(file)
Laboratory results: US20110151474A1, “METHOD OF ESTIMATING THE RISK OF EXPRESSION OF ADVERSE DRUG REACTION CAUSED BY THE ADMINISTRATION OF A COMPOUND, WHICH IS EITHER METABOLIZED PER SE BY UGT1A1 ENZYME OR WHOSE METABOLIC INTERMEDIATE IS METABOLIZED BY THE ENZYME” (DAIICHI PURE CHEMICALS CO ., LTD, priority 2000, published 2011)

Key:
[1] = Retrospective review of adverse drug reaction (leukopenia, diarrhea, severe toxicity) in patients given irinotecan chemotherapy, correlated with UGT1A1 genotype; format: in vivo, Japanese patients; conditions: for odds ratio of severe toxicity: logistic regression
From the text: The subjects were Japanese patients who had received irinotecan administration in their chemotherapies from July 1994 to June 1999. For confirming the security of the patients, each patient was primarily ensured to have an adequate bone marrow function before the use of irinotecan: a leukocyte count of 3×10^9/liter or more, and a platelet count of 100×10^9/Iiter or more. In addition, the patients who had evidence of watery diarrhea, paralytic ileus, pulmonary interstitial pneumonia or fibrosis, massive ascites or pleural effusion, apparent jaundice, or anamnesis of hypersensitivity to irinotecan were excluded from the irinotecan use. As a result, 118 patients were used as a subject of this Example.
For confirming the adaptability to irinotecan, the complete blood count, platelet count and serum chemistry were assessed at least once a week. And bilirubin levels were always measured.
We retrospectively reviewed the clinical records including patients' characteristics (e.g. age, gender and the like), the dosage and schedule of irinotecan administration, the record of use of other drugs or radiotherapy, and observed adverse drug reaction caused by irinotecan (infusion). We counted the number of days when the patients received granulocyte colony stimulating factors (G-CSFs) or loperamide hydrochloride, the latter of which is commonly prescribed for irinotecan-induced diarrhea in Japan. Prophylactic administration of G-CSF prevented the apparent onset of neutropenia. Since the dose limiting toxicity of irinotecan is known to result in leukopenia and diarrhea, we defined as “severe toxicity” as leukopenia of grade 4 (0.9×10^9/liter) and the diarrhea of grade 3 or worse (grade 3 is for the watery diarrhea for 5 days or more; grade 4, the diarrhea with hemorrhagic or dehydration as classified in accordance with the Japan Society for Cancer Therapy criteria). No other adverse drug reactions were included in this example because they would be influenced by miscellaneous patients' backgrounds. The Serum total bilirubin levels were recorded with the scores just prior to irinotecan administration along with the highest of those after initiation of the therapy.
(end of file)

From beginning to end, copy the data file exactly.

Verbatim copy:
Laboratory results: US20110151474A1, “METHOD OF ESTIMATING THE RISK OF EXPRESSION OF ADVERSE DRUG REACTION CAUSED BY THE ADMINISTRATION OF A COMPOUND, WHICH IS EITHER METABOLIZED PER SE BY UGT1A1 ENZYME OR WHOSE METABOLIC INTERMEDIATE IS METABOLIZED BY THE ENZYME” (DAIICHI PURE CHEMICALS CO ., LTD, priority 2000, published 2011)

Key:
[1] = Retrospective review of adverse drug reaction (leukopenia, diarrhea, severe toxicity) in patients given irinotecan chemotherapy, correlated with UGT1A1 genotype; format: in vivo, Japanese patients; conditions: for odds ratio of severe toxicity: logistic regression
From the text: The subjects were Japanese patients who had received irinotecan administration in their chemotherapies from July 1994 to June 1999. For confirming the security of the patients, each patient was primarily ensured to have an adequate bone marrow function before the use of irinotecan: a leukocyte count of 3×10^9/liter or more, and a platelet count of 100×10^9/Iiter or more. In addition, the patients who had evidence of watery diarrhea, paralytic ileus, pulmonary interstitial pneumonia or fibrosis, massive ascites or pleural effusion, apparent jaundice, or anamnesis of hypersensitivity to irinotecan were excluded from the irinotecan use. As a result, 118 patients were used as a subject of this Example.
For confirming the adaptability to irinotecan, the complete blood count, platelet count and serum chemistry were assessed at least once a week. And bilirubin levels were always measured.
We retrospectively reviewed the clinical records including patients' characteristics (e.g. age, gender and the like), the dosage and schedule of irinotecan administration, the record of use of other drugs or radiotherapy, and observed adverse drug reaction caused by irinotecan (infusion). We counted the number of days when the patients received granulocyte colony stimulating factors (G-CSFs) or loperamide hydrochloride, the latter of which is commonly prescribed for irinotecan-induced diarrhea in Japan. Prophylactic administration of G-CSF prevented the apparent onset of neutropenia. Since the dose limiting toxicity of irinotecan is known to result in leukopenia and diarrhea, we defined as “severe toxicity” as leukopenia of grade 4 (0.9×10^9/liter) and the diarrhea of grade 3 or worse (grade 3 is for the watery diarrhea for 5 days or more; grade 4, the diarrhea with hemorrhagic or dehydration as classified in accordance with the Japan Society for Cancer Therapy criteria). No other adverse drug reactions were included in this example because they would be influenced by miscellaneous patients' backgrounds. The Serum total bilirubin levels were recorded with the scores just prior to irinotecan administration along with the highest of those after initiation of the therapy.